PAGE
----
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Multifunctional agriculture in the tropics: overcoming hunger, poverty and environmental degradation

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Agricultural sustainability at the dawn of the 21st century is now seen in a multifunctional context: food security, poverty reduction and environmental enhancement. Participatory approaches are now mainstream and no longer the exception. The comparative advantages of smallholder farming lie in intensification and diversification of high-value products. Biophysical research now goes in tandem with policy research. Poverty includes in addition to income, extreme vulnerability to risk, and lack of voice in decision-making. More intensive global warming is now expected and will adversely affect the poor in the tropics. Improvements in the productive, human well-being and environmental dimensions seldom provide win-win-win situations, so tradeoffs have to be addressed by negotiation between the various stakeholders. The case of soil fertility replenishment in Africa is given as an example of the multifunctional nature of agricultural development. A robust natural resources management approach was developed, brining nitrogen from the air fixed by leguminous tree fallows, phosphorus from indigenous phosphate rock deposits, and additional nutrients and carbon rapidly released from biomass transfers of the nutrient-accumulating shrub Tithonia diversifolia. Tens of thousands of farm families are becoming food-secure because of the large maize grain yield increases attained. Some farmers are taking their first steps out of poverty by shifting to vegetable crops, dairy and high-value trees. Many community-based organizations are disseminating the technologies, feeling empowered to make decisions such as establishing credit schemes. Soil fertility replenishment techniques can triple carbon stocks, representing one of the highest options for carbon sequestration by agriculture. The tradeoffs between private farmer benefits and global environmental benefits need to be negotiated under mechanisms like the Kyoto Protocol, so that farmers can receive financial benefits for the carbon they remove form the atmosphere. The main challenge is to scale-up these robust technologies from tens of thousands of tens of millions of African farmers.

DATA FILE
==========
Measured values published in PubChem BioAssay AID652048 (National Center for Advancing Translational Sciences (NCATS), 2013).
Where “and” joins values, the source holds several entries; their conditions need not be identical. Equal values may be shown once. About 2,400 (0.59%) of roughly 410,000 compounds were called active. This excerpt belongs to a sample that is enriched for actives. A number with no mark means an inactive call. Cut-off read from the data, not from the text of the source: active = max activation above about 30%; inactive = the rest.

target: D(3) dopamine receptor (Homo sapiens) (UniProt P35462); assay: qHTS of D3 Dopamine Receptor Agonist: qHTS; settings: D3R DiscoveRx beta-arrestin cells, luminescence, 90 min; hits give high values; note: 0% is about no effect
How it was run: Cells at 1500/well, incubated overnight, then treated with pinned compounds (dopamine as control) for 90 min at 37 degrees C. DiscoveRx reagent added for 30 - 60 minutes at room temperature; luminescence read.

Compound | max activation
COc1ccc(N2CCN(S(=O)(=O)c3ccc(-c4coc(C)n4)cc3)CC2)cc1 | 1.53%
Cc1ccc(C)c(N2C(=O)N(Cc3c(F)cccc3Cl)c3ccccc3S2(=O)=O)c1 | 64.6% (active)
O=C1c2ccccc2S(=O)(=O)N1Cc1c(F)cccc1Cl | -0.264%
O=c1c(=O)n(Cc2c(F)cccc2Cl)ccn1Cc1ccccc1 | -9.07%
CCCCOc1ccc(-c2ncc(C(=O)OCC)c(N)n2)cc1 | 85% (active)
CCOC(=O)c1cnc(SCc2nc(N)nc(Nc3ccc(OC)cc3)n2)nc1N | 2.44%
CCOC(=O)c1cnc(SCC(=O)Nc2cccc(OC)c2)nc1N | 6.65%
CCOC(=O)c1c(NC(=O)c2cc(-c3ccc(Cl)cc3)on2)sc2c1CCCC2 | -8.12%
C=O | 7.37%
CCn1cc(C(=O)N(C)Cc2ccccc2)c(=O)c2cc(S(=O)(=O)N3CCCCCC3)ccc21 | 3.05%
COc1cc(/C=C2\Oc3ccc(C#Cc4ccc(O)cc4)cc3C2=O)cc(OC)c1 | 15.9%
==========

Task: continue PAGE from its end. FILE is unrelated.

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    van Schaik C P; Van Noordwijk M




    sustainable agriculture, food security, poverty, environmental degradation, agricultural research, participatory approaches, soil fertility, diffusion of research, agricultural products

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